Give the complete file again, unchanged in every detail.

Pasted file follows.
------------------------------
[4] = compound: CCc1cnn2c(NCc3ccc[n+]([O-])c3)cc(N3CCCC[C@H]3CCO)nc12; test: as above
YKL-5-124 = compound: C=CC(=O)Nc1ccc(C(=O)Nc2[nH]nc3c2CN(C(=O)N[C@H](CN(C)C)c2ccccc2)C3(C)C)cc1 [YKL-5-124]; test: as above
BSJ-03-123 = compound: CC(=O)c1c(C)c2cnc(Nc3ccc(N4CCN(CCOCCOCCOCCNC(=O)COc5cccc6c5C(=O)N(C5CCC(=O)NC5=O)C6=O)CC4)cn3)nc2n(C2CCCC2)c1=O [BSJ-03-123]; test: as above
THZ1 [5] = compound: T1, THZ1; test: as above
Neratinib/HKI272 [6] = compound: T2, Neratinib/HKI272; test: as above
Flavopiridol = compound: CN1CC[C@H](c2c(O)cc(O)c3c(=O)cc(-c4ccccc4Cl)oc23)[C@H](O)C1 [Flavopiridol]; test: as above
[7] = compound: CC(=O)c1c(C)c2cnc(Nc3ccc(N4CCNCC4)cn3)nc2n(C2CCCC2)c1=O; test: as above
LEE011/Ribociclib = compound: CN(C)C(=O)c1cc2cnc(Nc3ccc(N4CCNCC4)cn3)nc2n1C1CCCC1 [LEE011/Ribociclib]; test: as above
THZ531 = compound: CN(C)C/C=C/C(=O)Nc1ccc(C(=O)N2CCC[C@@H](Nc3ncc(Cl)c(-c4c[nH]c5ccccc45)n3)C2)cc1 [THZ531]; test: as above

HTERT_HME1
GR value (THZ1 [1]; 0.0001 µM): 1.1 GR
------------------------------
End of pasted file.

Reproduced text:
[4] = compound: CCc1cnn2c(NCc3ccc[n+]([O-])c3)cc(N3CCCC[C@H]3CCO)nc12; test: as above
YKL-5-124 = compound: C=CC(=O)Nc1ccc(C(=O)Nc2[nH]nc3c2CN(C(=O)N[C@H](CN(C)C)c2ccccc2)C3(C)C)cc1 [YKL-5-124]; test: as above
BSJ-03-123 = compound: CC(=O)c1c(C)c2cnc(Nc3ccc(N4CCN(CCOCCOCCOCCNC(=O)COc5cccc6c5C(=O)N(C5CCC(=O)NC5=O)C6=O)CC4)cn3)nc2n(C2CCCC2)c1=O [BSJ-03-123]; test: as above
THZ1 [5] = compound: T1, THZ1; test: as above
Neratinib/HKI272 [6] = compound: T2, Neratinib/HKI272; test: as above
Flavopiridol = compound: CN1CC[C@H](c2c(O)cc(O)c3c(=O)cc(-c4ccccc4Cl)oc23)[C@H](O)C1 [Flavopiridol]; test: as above
[7] = compound: CC(=O)c1c(C)c2cnc(Nc3ccc(N4CCNCC4)cn3)nc2n(C2CCCC2)c1=O; test: as above
LEE011/Ribociclib = compound: CN(C)C(=O)c1cc2cnc(Nc3ccc(N4CCNCC4)cn3)nc2n1C1CCCC1 [LEE011/Ribociclib]; test: as above
THZ531 = compound: CN(C)C/C=C/C(=O)Nc1ccc(C(=O)N2CCC[C@@H](Nc3ncc(Cl)c(-c4c[nH]c5ccccc45)n3)C2)cc1 [THZ531]; test: as above

HTERT_HME1
GR value (THZ1 [1]; 0.0001 µM): 1.1 GR